Algebraic and projective invariants
We have looked at invariants of binary forms and of ternary forms; the former play a crucial role in allowing one to use moments to form features invariant to affine transformations, while the latter are important in obtaining invariance to projective transformations.
We saw that the quadratic, cubic and quartic binary forms have nine independent invariants, but also a large number of irreducible invariants. Many of the irreducible invariants are high order polynomials in the coefficients with a large number of terms, which means that the moment invariants based on them are more susceptible to image distortions, as will be demonstrated in the following chapter. Nevertheless, we will see that a number of moment invariants are robust and useful features, in particular when recognizing partially occluded objects in chapter 6.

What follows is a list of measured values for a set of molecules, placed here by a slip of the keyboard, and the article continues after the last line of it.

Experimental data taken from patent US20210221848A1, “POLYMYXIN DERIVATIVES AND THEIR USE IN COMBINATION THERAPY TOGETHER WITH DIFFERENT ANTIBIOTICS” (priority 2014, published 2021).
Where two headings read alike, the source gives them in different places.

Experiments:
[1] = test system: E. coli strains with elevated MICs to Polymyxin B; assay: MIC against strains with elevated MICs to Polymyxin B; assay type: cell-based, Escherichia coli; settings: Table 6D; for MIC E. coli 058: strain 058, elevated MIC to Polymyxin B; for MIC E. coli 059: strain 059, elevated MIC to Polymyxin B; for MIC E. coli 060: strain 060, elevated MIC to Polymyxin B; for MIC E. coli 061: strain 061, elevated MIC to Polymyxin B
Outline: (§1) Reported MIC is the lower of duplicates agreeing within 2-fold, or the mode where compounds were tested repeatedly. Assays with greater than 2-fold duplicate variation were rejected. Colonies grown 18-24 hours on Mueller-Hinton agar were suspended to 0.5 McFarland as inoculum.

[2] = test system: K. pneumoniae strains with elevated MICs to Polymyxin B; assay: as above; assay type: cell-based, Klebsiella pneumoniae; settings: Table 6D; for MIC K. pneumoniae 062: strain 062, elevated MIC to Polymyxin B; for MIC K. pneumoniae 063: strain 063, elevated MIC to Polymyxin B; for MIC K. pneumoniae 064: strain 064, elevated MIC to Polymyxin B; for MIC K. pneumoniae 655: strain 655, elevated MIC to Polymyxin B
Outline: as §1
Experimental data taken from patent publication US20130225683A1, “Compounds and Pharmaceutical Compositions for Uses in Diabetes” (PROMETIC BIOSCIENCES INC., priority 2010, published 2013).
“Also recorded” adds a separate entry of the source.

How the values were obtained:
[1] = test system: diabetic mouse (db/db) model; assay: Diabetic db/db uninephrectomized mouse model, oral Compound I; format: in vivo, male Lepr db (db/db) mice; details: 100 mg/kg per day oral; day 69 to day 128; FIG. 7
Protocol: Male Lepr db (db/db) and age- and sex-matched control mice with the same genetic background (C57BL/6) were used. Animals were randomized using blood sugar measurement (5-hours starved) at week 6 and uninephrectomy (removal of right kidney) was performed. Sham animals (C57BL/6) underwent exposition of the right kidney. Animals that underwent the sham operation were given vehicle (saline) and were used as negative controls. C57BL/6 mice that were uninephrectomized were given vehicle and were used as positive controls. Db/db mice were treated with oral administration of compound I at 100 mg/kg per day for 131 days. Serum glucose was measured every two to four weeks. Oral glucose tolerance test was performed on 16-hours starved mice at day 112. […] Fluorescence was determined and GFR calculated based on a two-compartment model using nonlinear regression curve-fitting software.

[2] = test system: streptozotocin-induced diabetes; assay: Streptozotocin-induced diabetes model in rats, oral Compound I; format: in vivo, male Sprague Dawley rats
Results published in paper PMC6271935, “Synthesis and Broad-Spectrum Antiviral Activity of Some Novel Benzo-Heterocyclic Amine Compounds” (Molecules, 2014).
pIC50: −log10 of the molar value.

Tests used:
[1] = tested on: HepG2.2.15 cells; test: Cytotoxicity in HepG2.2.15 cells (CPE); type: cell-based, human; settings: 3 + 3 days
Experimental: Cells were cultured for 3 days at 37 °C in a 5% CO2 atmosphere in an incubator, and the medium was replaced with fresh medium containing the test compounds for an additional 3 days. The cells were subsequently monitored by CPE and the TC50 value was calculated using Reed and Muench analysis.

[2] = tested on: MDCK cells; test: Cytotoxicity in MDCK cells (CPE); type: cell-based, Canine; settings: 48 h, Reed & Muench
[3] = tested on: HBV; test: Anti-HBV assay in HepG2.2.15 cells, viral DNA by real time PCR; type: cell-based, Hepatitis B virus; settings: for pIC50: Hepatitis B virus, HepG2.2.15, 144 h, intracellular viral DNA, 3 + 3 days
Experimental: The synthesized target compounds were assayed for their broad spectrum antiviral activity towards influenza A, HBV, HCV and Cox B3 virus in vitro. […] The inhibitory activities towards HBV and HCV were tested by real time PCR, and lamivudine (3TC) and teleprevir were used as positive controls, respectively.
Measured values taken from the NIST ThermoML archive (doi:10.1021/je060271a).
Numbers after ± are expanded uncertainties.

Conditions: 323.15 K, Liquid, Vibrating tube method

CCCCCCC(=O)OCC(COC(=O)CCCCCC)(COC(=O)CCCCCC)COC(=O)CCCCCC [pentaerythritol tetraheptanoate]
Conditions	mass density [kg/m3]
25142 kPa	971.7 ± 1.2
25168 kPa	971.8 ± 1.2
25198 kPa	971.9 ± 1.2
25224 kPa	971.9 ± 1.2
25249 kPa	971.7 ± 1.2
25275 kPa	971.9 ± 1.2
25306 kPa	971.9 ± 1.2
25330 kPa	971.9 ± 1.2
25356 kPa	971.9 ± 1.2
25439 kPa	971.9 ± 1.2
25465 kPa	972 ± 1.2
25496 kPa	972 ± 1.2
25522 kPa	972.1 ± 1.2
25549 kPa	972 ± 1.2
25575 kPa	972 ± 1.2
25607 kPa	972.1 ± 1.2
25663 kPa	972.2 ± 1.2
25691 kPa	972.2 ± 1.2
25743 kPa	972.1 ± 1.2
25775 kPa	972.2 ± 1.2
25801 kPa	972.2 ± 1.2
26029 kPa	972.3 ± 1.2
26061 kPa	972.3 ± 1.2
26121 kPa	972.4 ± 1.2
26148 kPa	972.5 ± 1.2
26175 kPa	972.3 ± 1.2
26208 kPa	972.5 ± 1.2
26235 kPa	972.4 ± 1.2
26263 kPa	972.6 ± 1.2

A ternary form defines a polynomial plane curve, from which we saw that polynomial plane curves of a given order remain polynomial curves of the same order under planar projection. To obtain invariant functions of the polynomial's coefficients one needs more coefficients than degrees of freedom (eight); hence five lines provide two independent invariants, as do two conics; a cubic provides one and a quartic provides six, one of which was listed explicitly. Chapter 5 discusses how these invariants can be used to recognize projectively transformed images.
Unable to display preview. Download preview PDF.